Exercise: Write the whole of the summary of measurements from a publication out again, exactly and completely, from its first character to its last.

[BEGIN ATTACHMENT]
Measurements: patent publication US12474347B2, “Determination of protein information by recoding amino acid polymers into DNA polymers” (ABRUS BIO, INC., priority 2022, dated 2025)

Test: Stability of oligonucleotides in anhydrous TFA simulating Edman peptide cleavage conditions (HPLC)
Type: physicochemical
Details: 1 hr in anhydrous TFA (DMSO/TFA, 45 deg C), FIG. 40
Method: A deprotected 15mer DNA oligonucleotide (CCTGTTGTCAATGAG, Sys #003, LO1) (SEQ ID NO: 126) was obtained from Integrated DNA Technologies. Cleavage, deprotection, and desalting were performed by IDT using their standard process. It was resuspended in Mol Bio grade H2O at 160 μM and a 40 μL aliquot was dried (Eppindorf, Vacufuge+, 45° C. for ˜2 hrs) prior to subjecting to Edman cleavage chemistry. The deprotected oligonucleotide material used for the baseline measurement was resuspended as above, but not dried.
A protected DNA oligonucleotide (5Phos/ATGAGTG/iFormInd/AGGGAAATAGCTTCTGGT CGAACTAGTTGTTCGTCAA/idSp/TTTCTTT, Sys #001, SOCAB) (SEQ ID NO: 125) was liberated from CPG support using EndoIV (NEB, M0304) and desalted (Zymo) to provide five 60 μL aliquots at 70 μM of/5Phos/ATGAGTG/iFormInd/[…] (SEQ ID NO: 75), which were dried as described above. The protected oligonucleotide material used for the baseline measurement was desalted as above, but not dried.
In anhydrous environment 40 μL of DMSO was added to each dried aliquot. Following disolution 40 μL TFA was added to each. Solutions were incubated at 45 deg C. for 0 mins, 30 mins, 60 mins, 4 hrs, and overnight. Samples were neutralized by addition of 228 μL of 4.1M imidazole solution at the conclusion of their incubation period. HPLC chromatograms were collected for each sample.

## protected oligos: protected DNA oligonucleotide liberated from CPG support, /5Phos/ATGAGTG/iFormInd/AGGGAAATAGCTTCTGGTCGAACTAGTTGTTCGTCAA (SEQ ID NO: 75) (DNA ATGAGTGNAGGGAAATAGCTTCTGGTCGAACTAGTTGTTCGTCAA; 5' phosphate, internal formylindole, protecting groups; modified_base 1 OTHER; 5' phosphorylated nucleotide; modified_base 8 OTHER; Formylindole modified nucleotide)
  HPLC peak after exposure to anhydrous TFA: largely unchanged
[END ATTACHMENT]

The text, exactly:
Measurements: patent publication US12474347B2, “Determination of protein information by recoding amino acid polymers into DNA polymers” (ABRUS BIO, INC., priority 2022, dated 2025)

Test: Stability of oligonucleotides in anhydrous TFA simulating Edman peptide cleavage conditions (HPLC)
Type: physicochemical
Details: 1 hr in anhydrous TFA (DMSO/TFA, 45 deg C), FIG. 40
Method: A deprotected 15mer DNA oligonucleotide (CCTGTTGTCAATGAG, Sys #003, LO1) (SEQ ID NO: 126) was obtained from Integrated DNA Technologies. Cleavage, deprotection, and desalting were performed by IDT using their standard process. It was resuspended in Mol Bio grade H2O at 160 μM and a 40 μL aliquot was dried (Eppindorf, Vacufuge+, 45° C. for ˜2 hrs) prior to subjecting to Edman cleavage chemistry. The deprotected oligonucleotide material used for the baseline measurement was resuspended as above, but not dried.
A protected DNA oligonucleotide (5Phos/ATGAGTG/iFormInd/AGGGAAATAGCTTCTGGT CGAACTAGTTGTTCGTCAA/idSp/TTTCTTT, Sys #001, SOCAB) (SEQ ID NO: 125) was liberated from CPG support using EndoIV (NEB, M0304) and desalted (Zymo) to provide five 60 μL aliquots at 70 μM of/5Phos/ATGAGTG/iFormInd/[…] (SEQ ID NO: 75), which were dried as described above. The protected oligonucleotide material used for the baseline measurement was desalted as above, but not dried.
In anhydrous environment 40 μL of DMSO was added to each dried aliquot. Following disolution 40 μL TFA was added to each. Solutions were incubated at 45 deg C. for 0 mins, 30 mins, 60 mins, 4 hrs, and overnight. Samples were neutralized by addition of 228 μL of 4.1M imidazole solution at the conclusion of their incubation period. HPLC chromatograms were collected for each sample.

## protected oligos: protected DNA oligonucleotide liberated from CPG support, /5Phos/ATGAGTG/iFormInd/AGGGAAATAGCTTCTGGTCGAACTAGTTGTTCGTCAA (SEQ ID NO: 75) (DNA ATGAGTGNAGGGAAATAGCTTCTGGTCGAACTAGTTGTTCGTCAA; 5' phosphate, internal formylindole, protecting groups; modified_base 1 OTHER; 5' phosphorylated nucleotide; modified_base 8 OTHER; Formylindole modified nucleotide)
  HPLC peak after exposure to anhydrous TFA: largely unchanged